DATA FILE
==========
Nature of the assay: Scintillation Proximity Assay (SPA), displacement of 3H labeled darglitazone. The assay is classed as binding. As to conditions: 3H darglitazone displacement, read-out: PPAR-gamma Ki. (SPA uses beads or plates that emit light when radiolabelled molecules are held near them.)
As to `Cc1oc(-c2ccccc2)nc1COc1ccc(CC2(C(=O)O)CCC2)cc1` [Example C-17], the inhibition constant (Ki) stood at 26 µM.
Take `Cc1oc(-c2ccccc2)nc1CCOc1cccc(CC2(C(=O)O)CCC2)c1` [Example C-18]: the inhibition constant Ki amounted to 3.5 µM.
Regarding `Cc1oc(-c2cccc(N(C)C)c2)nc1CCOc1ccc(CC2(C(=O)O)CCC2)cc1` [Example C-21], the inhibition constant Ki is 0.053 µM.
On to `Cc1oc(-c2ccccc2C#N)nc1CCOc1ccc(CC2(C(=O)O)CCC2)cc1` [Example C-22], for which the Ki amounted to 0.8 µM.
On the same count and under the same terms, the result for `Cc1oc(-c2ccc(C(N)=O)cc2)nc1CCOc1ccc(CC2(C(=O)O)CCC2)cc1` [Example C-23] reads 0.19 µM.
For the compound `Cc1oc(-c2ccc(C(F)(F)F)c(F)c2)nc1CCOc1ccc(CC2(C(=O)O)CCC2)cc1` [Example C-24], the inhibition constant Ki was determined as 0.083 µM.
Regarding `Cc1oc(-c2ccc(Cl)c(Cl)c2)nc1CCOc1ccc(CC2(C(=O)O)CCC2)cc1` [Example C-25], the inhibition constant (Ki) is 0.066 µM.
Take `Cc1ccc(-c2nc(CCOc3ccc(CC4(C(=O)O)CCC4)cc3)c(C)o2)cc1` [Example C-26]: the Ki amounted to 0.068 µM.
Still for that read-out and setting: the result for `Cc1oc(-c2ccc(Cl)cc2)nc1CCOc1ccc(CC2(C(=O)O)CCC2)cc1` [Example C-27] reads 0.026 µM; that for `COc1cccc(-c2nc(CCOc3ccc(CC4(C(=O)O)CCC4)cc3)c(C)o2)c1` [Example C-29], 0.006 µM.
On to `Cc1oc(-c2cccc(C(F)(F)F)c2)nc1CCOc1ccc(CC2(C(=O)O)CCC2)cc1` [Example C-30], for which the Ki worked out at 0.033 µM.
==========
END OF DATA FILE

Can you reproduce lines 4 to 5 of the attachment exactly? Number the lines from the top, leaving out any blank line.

Regarding `Cc1oc(-c2cccc(N(C)C)c2)nc1CCOc1ccc(CC2(C(=O)O)CCC2)cc1` [Example C-21], the inhibition constant Ki is 0.053 µM.
On to `Cc1oc(-c2ccccc2C#N)nc1CCOc1ccc(CC2(C(=O)O)CCC2)cc1` [Example C-22], for which the Ki amounted to 0.8 µM.